According to insiders, the pending sale of the much-sentimentalized, locals’ favorite Bonnie Springs Ranch was inevitable.
“I think the family was really just tired of running the place, and apparently they would have shut down the petting zoo, anyway. It wasn’t going to go on forever,” speculated Pauline van Betten, director of Save Red Rock, who, along with the group’s President Heather Fisher, met with the buyers’ representatives this past Monday.
The original list price for the property was $31 million. “It went to escrow quickly, but I think (the sellers) had a lot of offers, and were making sure they approved of the buyer and their plans,” van Betten said.
The buyer is Joel Laub & Associates, who created the unique-to-Las Vegas project, Loftworks, a live-work community with a distinctly European flair.
Van Betten said the plans for the 63-acre ranch include a custom home development, a restaurant, a 25-room motel and an event “barn” that will be rented out for parties and receptions, not the same thing as the outdoor arena currently in place. The existing motel has 50 rooms.
The existing yucca trees and plants that now grace the land as you enter the property are not going to be scrapped for faux grass and queen palms, she said.
“They are taking extreme measures to be as environmentally low footprint as possible. They hired a horticulturist to help them preserve as many trees as possible,” she said, plus any bare areas like the current parking lot will be “re-vegetated.”
The developer assured them that there will be a sufficient landscape design that rooflines will not be visible from the scenic loop drive at the property’s border, and there won’t be the typical block wall ubiquitous to most residential developments in the county. “There will be a lot of trees buffering the view,” she said.
She was also assured that the buyer will honor the terms of the 2003 Red Rock overlay plan enacted by the county and not try to obtain any variances. This plan requires the new development to adhere to low light levels, restricts building height to no more than 35 feet high, color choices to those that “are harmonious with nature,” and a density of 2 acres or more per house. “The Red Rock overlay does have guidelines for signage, but at this time they’re not asking for any signage, and there’s not going to be any block wall around it, it’s all going to be open,” van Betten said.
What about those lovable burros? The overlay mentions animals, and because there will be undisturbed desert between all of the properties, it will allow animals to roam freely, said van Betten.
“Now, a person’s house might have a fence around it because they don’t want their dog to be eaten by a coyote, but the property boundaries won’t have fences,” she explained. The critters also will benefit from the revitalization work planned to enhance the natural springs on the property.
Mainly, the group is pleased that the project is “all under-zoned, meaning it’s not zoned to its maximum density; it’s reduced, because they could actually have one house for 2 acres, per their zoning, but they’re doing less than that. … I’m grateful that they’re not trying to do a zone change and just do a higher-density development. I feel like they’re being very environmentally conscientious about every decision. … There’s actually going to be less impact on the roads, less traffic,” she concluded.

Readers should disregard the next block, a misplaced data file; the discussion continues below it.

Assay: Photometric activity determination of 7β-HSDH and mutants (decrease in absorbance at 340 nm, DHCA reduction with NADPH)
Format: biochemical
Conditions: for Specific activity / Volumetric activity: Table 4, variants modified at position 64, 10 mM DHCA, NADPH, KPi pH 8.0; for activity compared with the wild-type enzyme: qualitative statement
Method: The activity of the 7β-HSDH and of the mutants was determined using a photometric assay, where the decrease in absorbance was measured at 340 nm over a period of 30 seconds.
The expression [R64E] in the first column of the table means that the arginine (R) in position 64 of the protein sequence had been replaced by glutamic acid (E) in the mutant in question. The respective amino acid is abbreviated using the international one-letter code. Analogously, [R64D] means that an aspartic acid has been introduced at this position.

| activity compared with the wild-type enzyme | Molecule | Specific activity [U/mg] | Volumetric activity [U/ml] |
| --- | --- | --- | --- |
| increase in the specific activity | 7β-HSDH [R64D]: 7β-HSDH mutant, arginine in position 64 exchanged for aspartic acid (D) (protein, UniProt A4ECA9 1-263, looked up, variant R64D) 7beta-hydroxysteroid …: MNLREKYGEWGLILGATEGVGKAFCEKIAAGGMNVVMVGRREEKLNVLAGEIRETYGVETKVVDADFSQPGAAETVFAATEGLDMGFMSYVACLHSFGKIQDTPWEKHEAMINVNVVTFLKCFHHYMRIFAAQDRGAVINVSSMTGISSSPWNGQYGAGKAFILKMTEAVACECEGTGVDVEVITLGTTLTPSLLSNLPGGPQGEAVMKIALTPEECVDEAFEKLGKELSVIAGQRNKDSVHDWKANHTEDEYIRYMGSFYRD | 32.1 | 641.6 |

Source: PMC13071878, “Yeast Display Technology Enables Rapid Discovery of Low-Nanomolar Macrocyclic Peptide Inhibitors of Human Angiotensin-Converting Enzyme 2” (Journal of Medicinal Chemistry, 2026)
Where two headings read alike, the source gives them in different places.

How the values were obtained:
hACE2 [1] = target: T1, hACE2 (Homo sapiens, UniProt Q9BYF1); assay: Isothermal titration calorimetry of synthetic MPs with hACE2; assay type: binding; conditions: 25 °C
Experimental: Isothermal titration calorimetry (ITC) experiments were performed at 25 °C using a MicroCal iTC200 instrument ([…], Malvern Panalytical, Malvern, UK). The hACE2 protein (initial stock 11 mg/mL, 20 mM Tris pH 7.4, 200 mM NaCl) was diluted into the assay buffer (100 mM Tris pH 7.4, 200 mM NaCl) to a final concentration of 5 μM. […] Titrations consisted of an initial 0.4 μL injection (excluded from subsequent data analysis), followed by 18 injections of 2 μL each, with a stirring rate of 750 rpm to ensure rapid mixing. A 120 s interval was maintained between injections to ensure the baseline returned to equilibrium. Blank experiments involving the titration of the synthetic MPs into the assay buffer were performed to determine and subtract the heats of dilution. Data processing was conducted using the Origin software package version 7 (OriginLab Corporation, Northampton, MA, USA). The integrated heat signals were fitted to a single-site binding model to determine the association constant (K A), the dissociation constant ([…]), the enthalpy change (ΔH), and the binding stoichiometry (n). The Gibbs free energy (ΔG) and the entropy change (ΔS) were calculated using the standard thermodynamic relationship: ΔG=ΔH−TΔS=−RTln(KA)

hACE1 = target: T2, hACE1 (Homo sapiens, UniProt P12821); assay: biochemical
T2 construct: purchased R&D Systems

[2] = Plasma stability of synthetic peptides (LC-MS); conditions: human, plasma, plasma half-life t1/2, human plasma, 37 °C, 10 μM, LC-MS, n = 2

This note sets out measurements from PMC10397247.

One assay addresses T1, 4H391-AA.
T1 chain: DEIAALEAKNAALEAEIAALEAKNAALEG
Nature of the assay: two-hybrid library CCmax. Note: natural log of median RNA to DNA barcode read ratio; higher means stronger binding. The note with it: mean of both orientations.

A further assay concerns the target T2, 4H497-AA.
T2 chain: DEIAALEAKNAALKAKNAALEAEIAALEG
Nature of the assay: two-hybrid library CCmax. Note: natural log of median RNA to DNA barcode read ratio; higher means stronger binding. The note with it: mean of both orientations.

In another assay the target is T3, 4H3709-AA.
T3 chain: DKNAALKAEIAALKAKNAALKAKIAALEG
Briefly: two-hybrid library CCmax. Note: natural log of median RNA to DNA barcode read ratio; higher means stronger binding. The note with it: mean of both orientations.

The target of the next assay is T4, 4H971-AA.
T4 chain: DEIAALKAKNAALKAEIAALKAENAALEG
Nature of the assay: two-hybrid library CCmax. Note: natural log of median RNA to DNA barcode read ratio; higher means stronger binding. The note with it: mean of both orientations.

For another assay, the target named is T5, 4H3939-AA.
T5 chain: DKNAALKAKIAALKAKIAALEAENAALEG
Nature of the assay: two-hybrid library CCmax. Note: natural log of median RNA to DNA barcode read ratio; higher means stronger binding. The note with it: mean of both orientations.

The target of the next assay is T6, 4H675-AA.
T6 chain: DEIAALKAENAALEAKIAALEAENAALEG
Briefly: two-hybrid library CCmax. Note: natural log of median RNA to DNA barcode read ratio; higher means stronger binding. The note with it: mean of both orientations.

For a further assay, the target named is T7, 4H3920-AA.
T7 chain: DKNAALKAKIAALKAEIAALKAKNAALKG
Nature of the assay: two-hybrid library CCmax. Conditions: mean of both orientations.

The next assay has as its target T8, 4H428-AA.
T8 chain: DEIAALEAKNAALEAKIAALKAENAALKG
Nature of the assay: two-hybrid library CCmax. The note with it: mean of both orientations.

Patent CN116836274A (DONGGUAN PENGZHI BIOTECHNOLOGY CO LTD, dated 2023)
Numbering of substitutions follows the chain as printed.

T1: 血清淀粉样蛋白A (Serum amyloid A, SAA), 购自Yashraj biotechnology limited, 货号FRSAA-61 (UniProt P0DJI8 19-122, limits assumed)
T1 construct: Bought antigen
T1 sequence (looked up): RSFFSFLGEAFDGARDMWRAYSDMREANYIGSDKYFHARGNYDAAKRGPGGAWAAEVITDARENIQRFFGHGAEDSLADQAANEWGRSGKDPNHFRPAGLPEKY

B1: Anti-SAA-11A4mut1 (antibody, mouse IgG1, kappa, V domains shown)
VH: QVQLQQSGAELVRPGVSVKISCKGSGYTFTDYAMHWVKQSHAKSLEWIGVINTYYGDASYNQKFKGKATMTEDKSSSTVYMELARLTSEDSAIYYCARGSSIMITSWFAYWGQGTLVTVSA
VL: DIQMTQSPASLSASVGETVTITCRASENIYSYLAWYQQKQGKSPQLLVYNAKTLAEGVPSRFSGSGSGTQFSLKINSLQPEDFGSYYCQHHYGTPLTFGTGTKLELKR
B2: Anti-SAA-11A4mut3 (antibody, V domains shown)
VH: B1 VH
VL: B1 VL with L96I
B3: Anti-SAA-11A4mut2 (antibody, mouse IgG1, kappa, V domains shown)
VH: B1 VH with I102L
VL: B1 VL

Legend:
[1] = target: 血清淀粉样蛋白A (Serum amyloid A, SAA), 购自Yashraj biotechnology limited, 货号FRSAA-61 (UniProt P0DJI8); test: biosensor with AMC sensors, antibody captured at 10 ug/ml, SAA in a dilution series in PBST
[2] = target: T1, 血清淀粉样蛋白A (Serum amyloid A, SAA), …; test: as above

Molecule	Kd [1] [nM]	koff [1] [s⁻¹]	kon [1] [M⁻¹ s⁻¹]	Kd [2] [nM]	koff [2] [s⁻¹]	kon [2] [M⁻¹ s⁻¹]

April Hopper, daughter of the ranch’s late founder, Bonnie Levinson, said in an emailed statement that the family is selling now because they’re ready to retire, and that they approve of the buyer’s intentions for the property.
There is certainly no shortage of elite, luxury communities in Las Vegas where lots go for half a million and up. Ascaya and MacDonald Highlands in Henderson, Southern Highlands, The Ridges of Summerlin and, now, its nearest neighbor, The Summit Club Las Vegas, which is a joint venture between the Howard Hughes Corp. and Discovery Land.
According to county records, the Mark Davis Trust bought two lots in December 2017 from Discovery Property Co. for $8.5 million. The lots are on the eighth and ninth holes. With lot sizes ranging from a half to 3½ acres, he has at least 1 acre.
On the other side of the country, The Oaks estate in Cohasset Harbor, Massachusetts, was recently purchased by Gerald and Judith Butler of Las Vegas.
The property is on a 9.41-acre peninsula, and includes a 20,000-square-foot mansion, a pool with pool house, tennis court, skating pond with pond house, private beach and 4,000 square feet of outer buildings.
The property was originally a shipyard in the 19th century and had been owned by just three families before the Butlers bought it. The second owner was Clarence W. Barron, owner of Dow Jones Co., Barron’s Weekly and The Wall Street Journal.
Chris Roy, a Realtor with Coldwell Banker in Boston, represented the buyers and the seller (his father, Peter Roy). He said The Oaks is a very special property, and one of Massachusetts’ finest waterfront estates.
“Its purchase creates a legacy. I’m excited for the Butlers and hope that they and their family enjoy the property as much my family and I did.”
Property records show the couple have owned a home in Turberry Place since 2005.
Susan Stone is a freelance writer specializing in homes, design and real estate. She can be reached at SMStone @outlook.com.